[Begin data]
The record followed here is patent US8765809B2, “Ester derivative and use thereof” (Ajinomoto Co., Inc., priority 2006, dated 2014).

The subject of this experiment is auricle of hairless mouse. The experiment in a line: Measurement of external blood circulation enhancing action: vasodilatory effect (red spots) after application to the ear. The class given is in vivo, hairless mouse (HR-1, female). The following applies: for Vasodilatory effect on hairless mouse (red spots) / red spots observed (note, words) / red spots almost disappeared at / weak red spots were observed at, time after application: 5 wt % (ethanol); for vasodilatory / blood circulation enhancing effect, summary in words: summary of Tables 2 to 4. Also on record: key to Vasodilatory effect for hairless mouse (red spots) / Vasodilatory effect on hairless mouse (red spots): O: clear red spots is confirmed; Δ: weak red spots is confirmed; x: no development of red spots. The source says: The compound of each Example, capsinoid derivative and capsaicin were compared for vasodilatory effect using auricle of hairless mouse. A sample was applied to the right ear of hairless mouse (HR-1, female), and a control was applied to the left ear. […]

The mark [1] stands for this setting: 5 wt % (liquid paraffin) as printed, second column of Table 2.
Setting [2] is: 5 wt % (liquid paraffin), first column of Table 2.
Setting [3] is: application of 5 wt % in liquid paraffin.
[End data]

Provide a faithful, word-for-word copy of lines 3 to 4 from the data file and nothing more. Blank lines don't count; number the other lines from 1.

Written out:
The mark [1] stands for this setting: 5 wt % (liquid paraffin) as printed, second column of Table 2.
Setting [2] is: 5 wt % (liquid paraffin), first column of Table 2.